Waterfall Charts: How to Use Them for Sales and Marketing

2 weeks ago 4 minute read
Waterfall Charts

As a marketing or sales professional, you’re always looking for new ways to track and analyze your data. While tracking your analytics in a sheet can be helpful, it’s not always easy to interpret data like that. Waterfall charts can help you and your team track and analyze data easily, and set goals based on these numbers. By using waterfall charts, your team may be more likely to understand your positioning, and how they can improve. In this article, we go through what waterfall charts are, how to create them, and how to use them to improve your business analytics.

What is a Waterfall Chart?

A waterfall chart, also known as a bridge chart or cascade chart, is a graph that shows how a value is impacted by intermediate values. The first value can be impacted both positively and negatively. In most cases, waterfall charts are used to track and analyze sequential data. This is to help you identify any patterns and help your team predict future trends.

Why Should Your Company Use Waterfall Charts?

Waterfall charts are a great way for your company to track and analyze metrics. While tracking your metrics in a spreadsheet can be helpful, it may be hard to fully understand the metrics. By using a waterfall chart, you can visualize the metrics and see what is working. This way you can see if anything needs to be improved upon. 

Interpreting a Waterfall Chart

When you first look at a waterfall chart, it may seem confusing. But, once you know how to read the chart, it can be pretty simple. When you are looking at a waterfall chart, you read it from left to right. Below is an example from Hubspot, where they display marketing spending versus marketing earnings. Here, you can see how much each marketing tactic costs to implement, and how much they earned. This can help marketers compare and contract their marketing tactics, and see what tactics are driving the most revenue.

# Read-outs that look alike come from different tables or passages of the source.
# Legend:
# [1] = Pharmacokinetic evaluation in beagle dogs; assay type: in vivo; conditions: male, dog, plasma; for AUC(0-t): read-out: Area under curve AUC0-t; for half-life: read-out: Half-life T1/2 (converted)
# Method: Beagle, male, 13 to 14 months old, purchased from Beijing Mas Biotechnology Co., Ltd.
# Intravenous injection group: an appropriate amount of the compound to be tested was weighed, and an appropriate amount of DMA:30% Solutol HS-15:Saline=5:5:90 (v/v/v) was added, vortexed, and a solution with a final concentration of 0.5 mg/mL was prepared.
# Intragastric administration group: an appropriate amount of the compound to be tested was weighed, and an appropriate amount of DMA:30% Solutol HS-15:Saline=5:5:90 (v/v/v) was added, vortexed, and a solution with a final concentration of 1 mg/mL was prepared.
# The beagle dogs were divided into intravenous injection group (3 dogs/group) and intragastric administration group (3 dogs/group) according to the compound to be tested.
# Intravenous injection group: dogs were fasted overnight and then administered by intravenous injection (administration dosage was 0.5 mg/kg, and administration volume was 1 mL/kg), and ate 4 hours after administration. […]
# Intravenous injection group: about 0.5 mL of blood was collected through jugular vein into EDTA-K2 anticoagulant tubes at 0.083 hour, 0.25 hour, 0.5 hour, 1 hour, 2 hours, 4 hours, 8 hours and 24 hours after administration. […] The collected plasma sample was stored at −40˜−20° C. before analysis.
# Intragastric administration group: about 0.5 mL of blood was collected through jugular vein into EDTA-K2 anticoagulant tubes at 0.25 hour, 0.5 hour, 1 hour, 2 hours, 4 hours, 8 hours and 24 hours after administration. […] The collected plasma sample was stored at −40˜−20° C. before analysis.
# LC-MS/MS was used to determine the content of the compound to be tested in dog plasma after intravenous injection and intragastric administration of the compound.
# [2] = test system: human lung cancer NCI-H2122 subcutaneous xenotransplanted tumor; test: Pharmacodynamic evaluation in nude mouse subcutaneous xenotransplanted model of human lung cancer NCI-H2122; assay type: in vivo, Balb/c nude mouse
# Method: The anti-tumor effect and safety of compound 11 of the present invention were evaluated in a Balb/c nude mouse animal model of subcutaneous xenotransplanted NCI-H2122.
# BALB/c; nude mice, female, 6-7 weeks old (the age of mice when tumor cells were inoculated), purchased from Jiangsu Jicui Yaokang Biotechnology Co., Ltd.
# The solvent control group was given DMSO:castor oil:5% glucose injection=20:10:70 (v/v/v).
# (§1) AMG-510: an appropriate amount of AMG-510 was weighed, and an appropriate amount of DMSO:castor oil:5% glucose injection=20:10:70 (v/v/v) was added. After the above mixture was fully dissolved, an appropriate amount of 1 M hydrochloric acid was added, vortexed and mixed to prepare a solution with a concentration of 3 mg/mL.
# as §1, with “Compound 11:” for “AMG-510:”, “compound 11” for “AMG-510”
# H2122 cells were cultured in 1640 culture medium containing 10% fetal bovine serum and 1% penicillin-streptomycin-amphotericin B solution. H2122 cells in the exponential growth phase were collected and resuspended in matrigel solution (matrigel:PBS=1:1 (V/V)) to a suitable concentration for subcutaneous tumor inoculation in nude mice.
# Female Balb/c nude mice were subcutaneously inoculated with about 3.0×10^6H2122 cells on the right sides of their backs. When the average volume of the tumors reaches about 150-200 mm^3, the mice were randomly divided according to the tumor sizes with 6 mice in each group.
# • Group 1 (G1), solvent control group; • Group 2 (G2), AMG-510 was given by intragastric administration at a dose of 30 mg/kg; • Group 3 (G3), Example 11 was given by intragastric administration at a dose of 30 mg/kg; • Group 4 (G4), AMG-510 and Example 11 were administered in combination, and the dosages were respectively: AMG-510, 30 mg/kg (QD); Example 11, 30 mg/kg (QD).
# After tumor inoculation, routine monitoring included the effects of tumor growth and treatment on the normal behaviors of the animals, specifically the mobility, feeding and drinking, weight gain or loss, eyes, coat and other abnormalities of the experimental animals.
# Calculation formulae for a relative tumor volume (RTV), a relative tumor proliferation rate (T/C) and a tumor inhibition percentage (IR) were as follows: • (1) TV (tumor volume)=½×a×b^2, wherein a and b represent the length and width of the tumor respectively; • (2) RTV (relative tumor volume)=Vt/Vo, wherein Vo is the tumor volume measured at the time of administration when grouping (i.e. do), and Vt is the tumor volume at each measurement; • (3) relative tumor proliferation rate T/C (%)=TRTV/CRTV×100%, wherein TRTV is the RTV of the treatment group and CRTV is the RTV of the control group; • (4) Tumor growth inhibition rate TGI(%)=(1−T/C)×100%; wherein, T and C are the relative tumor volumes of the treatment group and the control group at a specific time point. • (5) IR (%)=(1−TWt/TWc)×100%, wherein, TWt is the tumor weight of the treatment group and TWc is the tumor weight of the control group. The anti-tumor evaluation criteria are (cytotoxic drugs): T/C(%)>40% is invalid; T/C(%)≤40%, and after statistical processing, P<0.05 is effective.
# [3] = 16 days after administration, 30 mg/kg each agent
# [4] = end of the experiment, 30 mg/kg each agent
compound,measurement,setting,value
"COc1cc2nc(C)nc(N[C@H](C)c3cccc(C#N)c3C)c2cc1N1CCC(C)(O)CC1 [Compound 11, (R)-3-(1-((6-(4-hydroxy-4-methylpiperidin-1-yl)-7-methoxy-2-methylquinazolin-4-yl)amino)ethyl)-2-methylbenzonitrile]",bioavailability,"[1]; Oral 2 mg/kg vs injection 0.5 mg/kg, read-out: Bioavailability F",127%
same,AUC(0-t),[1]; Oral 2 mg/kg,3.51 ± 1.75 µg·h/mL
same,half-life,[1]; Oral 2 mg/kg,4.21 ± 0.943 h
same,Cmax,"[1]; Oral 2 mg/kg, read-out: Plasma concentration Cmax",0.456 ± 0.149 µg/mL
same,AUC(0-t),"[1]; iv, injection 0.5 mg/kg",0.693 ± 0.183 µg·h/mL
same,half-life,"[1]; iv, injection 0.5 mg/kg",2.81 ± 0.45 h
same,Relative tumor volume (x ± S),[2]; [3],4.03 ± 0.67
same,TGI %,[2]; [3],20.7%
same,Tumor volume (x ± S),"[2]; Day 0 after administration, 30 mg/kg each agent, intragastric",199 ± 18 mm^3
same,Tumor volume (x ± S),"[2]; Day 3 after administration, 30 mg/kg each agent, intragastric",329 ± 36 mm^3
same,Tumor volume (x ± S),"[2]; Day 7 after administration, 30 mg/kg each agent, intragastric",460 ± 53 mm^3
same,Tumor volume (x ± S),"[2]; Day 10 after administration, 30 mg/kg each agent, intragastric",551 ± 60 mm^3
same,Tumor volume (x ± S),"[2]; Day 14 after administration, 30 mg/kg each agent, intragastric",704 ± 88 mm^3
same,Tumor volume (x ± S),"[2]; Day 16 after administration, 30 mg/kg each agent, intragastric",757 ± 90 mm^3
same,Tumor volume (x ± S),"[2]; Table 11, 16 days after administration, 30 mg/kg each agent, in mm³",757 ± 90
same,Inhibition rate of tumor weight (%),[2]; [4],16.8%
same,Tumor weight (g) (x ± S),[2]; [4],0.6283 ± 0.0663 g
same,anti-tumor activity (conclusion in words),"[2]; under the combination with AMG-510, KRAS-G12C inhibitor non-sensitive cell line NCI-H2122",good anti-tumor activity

Waterfall Chart Example

Examples of Waterfall Charts

Of course, now that you know what a waterfall chart is, you want to know how your company can use waterfall charts to track your marketing and sales efforts. There are a ton of different ways that companies can use waterfall charts, here are just a few of the most common ones that we see.

Revenue Tracking

One of the most important metrics that both sales and marketing professionals need to track is revenue. Revenue determines how much you can spend on marketing expenses, which can change how many leads you are able to generate in a given time period. So, by using a waterfall chart, you can instantly see which months are bringing in the most revenue. This can help you see trends throughout the year. And, if you continuously see that certain months bring in more revenue, you can alter your marketing budgets.

Expense Tracking

Tracking expenses can be tricky. It’s very easy for some expenses not to be properly tracked. As a result, some expenses may not be paying off and are worth the money. By using waterfall charts, your team can easily see exactly how much money is spent in certain areas. Then, you can see if certain expenses are worth it. Or, if that money could be put towards other areas that bring in more revenue.

Lead Generation

Most companies will experience ebbs and flow with their lead generation. Some months may be consistently slower than others, while some are a lot busier. Using a waterfall chart to show these trends can help you see if there are opportunities to improve in certain areas. If you see that your company is continuously slow in the spring, then that could be a good time to try out new lead generation and marketing tactics.